Cognitive Psych Exam 4 (chap. 5-7)

anskorczewski12's version from 2015-11-19 21:56

Section 1

Question Answer
Anterograde amnesiathe loss of the ability to assimilate or retain new knowledge (still think you are living in past, can’t follow a story/ solve long problems)
Retrograde amnesiathe loss of memory for events that have happened in the past (Clive Wearing/ can’t make new long term memories)
Explicit memorycontents can be described or reported
Implicitmemories that are used without awareness, so the contents can’t be reported
Semanticstored knowledge and memory for facts
Episodicmemory for personal experiences
Primingmemories that are used without awareness, so the contents can’t be reported
Proceduralmemory for doing things (skills, ability to type)
Repetition primingtest stimulus is the same as/resembles the priming stimulus (seeing “bird”, respond faster to “bird”, even if you don’t remember seeing the first time)
Conceptual primingenhancement caused by the priming stimulus is based on the meaning of the stimulus (“furniture”, respond faster to “chair”)

Section 2

Question Answer
Encodingacquiring new information and transferring it into LTM
Retrievaltransferring information from LTM to working memory (become consciously aware of it)
rehearsalrepeating info over and over; isn’t guaranteed to transfer to LTM
maintenance rehearsalsimply repeating without any consideration of meaning or making connections (helps maintain info in STM/WM, but it is not effective for transferring to LTM)
elaborative rehearsal—(more effective at transferring to LTM) when you think about the meaning of an item or make connections between the item and something you know
levels of processing theorymemory depends on how info is encoded, with “deeper” processing resulting in better encoding and retrieval than “shallow” processing (how it’s programmed in mind)
shallow processinglittle attention to meaning; focused on physical features (# of vowels); during maintenance rehearsal
deep processingclose attention; focus on item’s meaning and relating it to something else; used in elaborative rehearsal; better memory with this
Factors that aid in encoding1. Creating connections 2. Active creation 3. organization
retrieval cuea word or other stimulus that helps a person remember info
encoding specificitymatch the context in which encoding and retrieval occur (we encode info along with its context) [listening to music vs. silent; location of studying]
state-dependent learningmatch the internal mood present (learning that is associated with a particular internal state, such as mood or state of awareness) [better when mood matches
transfer-appropriate processingmatch the task involved in encoding and retrieval (enhanced if the type of task at encoding matches the type of task at retrieval) [people in rhyming condition recalled more on rhyming recognition task]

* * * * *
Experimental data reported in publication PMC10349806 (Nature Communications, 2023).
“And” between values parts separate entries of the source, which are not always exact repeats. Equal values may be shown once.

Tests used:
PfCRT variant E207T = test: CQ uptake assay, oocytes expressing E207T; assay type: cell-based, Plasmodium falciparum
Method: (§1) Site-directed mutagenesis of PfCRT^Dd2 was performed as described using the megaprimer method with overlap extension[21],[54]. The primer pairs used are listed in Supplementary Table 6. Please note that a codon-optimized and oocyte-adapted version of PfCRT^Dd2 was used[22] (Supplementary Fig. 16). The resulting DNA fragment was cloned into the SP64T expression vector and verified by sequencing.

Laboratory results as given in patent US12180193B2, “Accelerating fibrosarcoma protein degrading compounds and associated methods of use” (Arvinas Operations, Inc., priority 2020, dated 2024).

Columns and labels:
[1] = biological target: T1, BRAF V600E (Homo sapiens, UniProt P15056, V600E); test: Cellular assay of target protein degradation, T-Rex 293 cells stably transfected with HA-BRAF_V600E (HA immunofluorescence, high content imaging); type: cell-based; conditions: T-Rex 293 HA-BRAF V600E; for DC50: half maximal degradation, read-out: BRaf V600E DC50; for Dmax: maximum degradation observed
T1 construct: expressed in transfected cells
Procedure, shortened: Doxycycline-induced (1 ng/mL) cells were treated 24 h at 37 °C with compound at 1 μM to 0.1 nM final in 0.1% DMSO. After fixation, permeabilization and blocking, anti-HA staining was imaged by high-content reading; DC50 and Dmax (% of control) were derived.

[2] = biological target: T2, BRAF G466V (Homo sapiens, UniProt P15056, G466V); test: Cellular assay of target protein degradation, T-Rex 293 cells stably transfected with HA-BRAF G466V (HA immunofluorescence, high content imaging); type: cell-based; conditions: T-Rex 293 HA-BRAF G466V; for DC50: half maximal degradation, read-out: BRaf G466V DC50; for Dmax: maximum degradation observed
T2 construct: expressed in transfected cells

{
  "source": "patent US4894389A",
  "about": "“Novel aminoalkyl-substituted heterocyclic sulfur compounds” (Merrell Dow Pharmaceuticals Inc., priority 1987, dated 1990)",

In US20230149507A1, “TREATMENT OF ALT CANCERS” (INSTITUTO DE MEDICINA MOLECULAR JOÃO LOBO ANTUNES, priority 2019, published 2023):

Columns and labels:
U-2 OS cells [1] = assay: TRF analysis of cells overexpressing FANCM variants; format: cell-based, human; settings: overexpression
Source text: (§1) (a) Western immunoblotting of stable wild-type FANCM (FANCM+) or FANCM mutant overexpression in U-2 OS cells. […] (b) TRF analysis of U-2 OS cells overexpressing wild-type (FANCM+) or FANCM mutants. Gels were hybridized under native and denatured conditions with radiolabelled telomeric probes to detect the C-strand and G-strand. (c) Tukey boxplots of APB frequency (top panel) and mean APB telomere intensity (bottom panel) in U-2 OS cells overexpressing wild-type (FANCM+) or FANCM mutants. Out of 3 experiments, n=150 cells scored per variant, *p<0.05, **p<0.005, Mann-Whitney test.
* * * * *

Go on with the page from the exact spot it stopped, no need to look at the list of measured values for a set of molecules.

Long-term potentiation (LTP)—enhanced firing of neurons after repeated stimulation
medial temporal lobe (MTL)contains hippocampus (crucial for forming new LTMs)
Consolidationprocess that transforms new memories from fragile state to more permanent state; involves reorganization in the nervous system (synaptic/systems)
Standard model of consolidationmemory retrieval depends on the hippocampus during consolidation, but afterwards, hippocampus is no longer needed
reactivationhippocampus replays the neural activity associated with a memory; creates connections between these cortical areas (during sleep, relaxed wakefulness, conscious rehearsal)
Multiple Trace Hypothesishippocampus is involved in retrieval of remote memories, especially episodic memories

Section 3

Question Answer
memorythe process involved in retaining, retrieving, and using information about stimuli, images, events, ideas, and skills after the original information is no longer present
Controll processesactive processes that can be controlled by the person and may differ between tasks (rehearsal)
sensory memorythe retention, briefly, of the effects of sensory stimuli (for collecting info to be processed, holding info briefly while initial processing is happening, filling in the blanks when stimulation is intermittent)
persistence of visionretention of the perception of light in your mind (seeing sparkler trail/seeing movie)
Experiment for duration/capacity of sensory memoryflash letters for 50 ms, then asked to report the letters o Whole report method—report as many letters as possible for whole matrix (4.5 out of 12 reported) o Partial report—indicated which row to report (3.3 out of 4) o Delayed partial report—cue was delayed from fraction of second (1 s:1/4 letters) o Shows that sensory memory registers all information, but decays within less than a second (iconic memory/ visual icon)
Short term memorystores small amounts of info for a brief period of time [currently thinking about]
proactive interference interference that occurs when information that was learned previously interferes with learning new info
retroactive interference recent learning interferes with old knowledge
chunkingsmall unites can be combined into larger meaningful units (phrases/sentenes)
codingthe way info is represented
auditory codingrepresenting items in STM based on their sound [exp: recall letter, errors when people wrote a letter that sounded like another letter]
visual codingrepresenting items visually (floor plan/layouts) [color in squares in pattern]
semantic codingrepresenting items in terms of meaning [either fruit words or profession wordsfound proactive interference based on meanings of the words (previous fruit-related words affected other fruit words); but when presented profession-related words, release from proactive interference]